Rap music and matzah balls? Hey, Jews can rap. Just ask the group, Chutzpah, which showed up in full rapping gear for the weighing of the 26-pound-matzah ball at Canter’s Deli last week to celebrate the DVD release of “When Do We Eat?” The weights and measures officials arrived in uniform to record the official weight to send to Guinness, and guests and regulars ogled the giant treat. Not exactly like grandma used to make, but in this case bigger was better.

The matzah ball weigh-in was all part of the 75th anniversary celebration for the legendary L.A. deli, with Assemblyman Paul Koretz doing the honors of presenting an official proclamation from the state of California. Alan Canter, representing the second generation of family ownership, accepted the honor; he has spent practically his whole life keeping Canter’s one of Southern California’s most beloved and long-lasting dining establishments.

Koretz saluted the restaurant for its many years of great food, legendary service and extensive community involvement.

Two longstanding employees, head waitress Jean Cocchiaro and manager and main sandwich man George Karkabasis — considered by many to be the fastest and best sandwichmaker in town — were also surprised with certificates of commendation.

Together, they have worked at Canter’s for more than 100 years! Jacqueline, Gary and Mark Canter were on hand to celebrate their family’s famous fressing history with Dad, Alan.

The Canters reminisced about old times with Koretz, noting the table where Marilyn Monroe and Arthur Miller sat on Friday nights, the visits from sports stars like Wilt Chamberlain and Hank Aaron, the joking of regulars like Jack Benny and Buddy Hackett.

Solidarity Brother

Responding to the crisis in Israel, Rabbi Eli Herscher, senior rabbi of Stephen S. Wise Temple, and the synagogue’s director of education, Metuka Benjamin, quickly organized a solidarity mission to Israel. The group of 21 congregants met with high-level military and political leadership for a crisis update, visited military bases directly involved in the conflict and experienced first-hand the mobilization of essential services for Israelis in the north who were directly affected by this war. Herscher and Benjamin led the temple’s leadership as they brought gifts to wounded soldiers at Rambam Hospital in Haifa. They also visited a summer camp organized by the Joint Distribution Committee to serve children affected by the bombings in the Haifa area and met with handicapped Israelis who were evacuated to hotels in the center of the country. The temple has scheduled three other Israel missions for the coming year and raised $1.4 million dollars toward meeting Israel’s immediate crisis needs.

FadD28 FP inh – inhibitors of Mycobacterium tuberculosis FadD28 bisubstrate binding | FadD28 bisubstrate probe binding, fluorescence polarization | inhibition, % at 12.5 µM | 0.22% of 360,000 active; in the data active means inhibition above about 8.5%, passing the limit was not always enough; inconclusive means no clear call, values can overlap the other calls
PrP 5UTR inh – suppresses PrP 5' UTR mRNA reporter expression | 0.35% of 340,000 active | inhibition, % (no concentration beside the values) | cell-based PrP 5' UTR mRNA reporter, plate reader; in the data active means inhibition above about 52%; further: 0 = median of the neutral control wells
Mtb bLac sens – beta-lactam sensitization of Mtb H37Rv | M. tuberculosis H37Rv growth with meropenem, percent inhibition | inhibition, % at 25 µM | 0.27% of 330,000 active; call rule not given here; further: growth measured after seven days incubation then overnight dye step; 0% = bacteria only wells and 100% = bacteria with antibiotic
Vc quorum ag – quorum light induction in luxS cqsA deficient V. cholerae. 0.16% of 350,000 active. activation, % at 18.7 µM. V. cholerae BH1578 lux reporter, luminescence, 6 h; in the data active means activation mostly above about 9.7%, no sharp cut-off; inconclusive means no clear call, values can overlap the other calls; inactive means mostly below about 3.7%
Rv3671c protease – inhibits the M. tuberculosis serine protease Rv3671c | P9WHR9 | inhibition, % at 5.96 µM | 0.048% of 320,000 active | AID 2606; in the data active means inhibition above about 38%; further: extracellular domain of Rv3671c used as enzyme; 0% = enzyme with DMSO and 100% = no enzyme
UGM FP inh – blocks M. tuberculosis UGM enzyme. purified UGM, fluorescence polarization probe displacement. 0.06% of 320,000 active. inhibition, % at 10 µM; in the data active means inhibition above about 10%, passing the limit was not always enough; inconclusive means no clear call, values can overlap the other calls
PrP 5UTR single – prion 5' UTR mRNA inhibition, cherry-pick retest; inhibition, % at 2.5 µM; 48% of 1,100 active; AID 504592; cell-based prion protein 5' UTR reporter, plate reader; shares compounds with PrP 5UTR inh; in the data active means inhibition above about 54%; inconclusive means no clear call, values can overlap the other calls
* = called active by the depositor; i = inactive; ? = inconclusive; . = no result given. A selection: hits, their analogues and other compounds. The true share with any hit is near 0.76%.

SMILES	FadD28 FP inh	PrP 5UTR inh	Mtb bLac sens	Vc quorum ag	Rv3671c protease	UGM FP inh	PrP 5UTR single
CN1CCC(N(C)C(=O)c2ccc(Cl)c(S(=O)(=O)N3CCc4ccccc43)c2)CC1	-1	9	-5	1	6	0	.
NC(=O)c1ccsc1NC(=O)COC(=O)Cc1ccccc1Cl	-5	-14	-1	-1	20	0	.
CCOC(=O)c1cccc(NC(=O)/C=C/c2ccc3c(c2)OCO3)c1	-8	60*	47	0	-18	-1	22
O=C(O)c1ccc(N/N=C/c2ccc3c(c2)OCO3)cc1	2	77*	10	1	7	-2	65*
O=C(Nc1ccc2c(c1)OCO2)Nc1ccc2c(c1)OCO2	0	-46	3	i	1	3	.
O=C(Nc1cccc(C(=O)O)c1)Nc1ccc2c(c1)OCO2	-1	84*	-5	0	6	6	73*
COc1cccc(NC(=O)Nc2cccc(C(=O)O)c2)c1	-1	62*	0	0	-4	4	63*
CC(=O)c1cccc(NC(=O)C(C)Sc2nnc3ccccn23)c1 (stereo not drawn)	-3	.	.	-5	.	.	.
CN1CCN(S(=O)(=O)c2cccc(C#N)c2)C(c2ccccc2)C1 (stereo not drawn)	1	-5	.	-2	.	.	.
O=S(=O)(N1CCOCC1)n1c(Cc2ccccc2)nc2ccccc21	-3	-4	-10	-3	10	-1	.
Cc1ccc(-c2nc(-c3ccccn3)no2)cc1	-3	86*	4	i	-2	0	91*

Zev on the Mount

Mount Sinai Memorial Parks and Mortuaries named Bob Zev director of marketing. Zev, who has a bachelor’s from CSUN and an MBA from USC, has more than 15 years of marketing and communications experience serving as the vice president of marketing for a financial institution.

Zev grew up in Los Angeles, became a bar mitzvah at Sinai Temple, and attended Hillel Hebrew Academy, Hebrew High School, Camp Ramah and spent a year in Israel at the Hebrew University of Jerusalem.

‘Lost’ in the Art World

Even though Jack Bender didn’t win the best director Emmy Sunday night for his work on “Lost,” he was very much a winner at the premiere of his one-man show, “Found” at the Timothy Yarger Fine Art Gallery in Beverly Hills on Aug. 26. The exhibition was a “lost and found” of sorts for Bender’s friends, colleagues and admirers, who all converged onto the swanky gallery floors to view his colorful, explosive mixed-media paintings and, of course, to socialize.